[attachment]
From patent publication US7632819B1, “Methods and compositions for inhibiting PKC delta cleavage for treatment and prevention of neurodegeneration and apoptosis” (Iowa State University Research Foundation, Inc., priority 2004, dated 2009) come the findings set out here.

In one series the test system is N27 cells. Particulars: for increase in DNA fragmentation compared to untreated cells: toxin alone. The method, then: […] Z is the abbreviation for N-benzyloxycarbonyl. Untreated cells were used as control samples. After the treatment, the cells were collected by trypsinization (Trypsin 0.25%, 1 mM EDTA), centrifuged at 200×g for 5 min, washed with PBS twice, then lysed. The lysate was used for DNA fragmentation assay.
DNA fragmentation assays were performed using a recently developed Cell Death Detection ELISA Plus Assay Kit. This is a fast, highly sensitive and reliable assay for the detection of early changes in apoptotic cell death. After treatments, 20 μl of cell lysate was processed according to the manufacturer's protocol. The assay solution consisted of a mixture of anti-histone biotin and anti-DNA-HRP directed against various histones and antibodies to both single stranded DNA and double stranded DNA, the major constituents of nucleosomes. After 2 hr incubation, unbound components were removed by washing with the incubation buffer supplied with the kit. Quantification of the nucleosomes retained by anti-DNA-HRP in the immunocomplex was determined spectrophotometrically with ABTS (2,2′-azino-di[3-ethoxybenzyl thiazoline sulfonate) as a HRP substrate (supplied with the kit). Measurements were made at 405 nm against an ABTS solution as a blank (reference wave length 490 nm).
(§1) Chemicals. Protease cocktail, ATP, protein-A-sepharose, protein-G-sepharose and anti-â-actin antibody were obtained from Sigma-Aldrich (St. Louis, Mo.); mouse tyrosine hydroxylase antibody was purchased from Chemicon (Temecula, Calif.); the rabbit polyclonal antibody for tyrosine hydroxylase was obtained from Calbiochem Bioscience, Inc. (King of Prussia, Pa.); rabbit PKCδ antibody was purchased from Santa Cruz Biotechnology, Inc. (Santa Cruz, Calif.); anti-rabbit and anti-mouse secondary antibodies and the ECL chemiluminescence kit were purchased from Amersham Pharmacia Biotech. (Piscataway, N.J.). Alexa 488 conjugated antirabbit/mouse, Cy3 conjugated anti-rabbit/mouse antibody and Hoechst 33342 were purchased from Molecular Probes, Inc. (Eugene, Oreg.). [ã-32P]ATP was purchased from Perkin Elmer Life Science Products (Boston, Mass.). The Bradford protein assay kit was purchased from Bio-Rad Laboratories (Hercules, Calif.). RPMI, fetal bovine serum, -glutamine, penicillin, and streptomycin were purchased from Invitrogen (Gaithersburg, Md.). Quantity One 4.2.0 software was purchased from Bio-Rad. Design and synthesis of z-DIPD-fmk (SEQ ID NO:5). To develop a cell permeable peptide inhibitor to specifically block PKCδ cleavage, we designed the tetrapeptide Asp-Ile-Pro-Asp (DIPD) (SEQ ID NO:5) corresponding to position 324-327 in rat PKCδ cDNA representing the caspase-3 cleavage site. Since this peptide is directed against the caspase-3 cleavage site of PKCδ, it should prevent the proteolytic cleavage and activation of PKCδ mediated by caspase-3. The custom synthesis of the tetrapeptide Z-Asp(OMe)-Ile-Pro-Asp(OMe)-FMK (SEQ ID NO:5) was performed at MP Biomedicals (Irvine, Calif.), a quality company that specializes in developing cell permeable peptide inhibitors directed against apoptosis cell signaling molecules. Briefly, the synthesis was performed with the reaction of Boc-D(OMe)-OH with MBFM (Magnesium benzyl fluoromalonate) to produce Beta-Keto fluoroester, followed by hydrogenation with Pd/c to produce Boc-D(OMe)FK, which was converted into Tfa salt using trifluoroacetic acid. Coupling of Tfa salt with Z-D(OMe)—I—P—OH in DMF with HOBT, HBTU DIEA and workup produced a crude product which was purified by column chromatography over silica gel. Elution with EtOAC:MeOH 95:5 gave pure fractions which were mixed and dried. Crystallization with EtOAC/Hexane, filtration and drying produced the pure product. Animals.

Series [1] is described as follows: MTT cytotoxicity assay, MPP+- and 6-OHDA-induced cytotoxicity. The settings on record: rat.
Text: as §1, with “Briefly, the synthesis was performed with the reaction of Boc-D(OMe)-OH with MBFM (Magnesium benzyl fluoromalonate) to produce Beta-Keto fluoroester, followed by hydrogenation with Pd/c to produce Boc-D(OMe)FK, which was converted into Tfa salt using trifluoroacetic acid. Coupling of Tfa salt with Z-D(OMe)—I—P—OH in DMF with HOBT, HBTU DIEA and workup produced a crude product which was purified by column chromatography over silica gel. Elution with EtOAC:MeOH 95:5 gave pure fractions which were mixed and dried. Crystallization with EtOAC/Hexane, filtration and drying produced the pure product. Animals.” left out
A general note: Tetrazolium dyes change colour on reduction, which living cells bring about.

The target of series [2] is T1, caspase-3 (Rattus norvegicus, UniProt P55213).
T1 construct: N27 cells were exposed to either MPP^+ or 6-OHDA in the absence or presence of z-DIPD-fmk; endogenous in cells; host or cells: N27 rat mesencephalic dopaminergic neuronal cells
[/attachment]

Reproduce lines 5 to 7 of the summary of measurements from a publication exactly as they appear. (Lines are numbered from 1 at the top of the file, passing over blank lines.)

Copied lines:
Series [1] is described as follows: MTT cytotoxicity assay, MPP+- and 6-OHDA-induced cytotoxicity. The settings on record: rat.
Text: as §1, with “Briefly, the synthesis was performed with the reaction of Boc-D(OMe)-OH with MBFM (Magnesium benzyl fluoromalonate) to produce Beta-Keto fluoroester, followed by hydrogenation with Pd/c to produce Boc-D(OMe)FK, which was converted into Tfa salt using trifluoroacetic acid. Coupling of Tfa salt with Z-D(OMe)—I—P—OH in DMF with HOBT, HBTU DIEA and workup produced a crude product which was purified by column chromatography over silica gel. Elution with EtOAC:MeOH 95:5 gave pure fractions which were mixed and dried. Crystallization with EtOAC/Hexane, filtration and drying produced the pure product. Animals.” left out
A general note: Tetrazolium dyes change colour on reduction, which living cells bring about.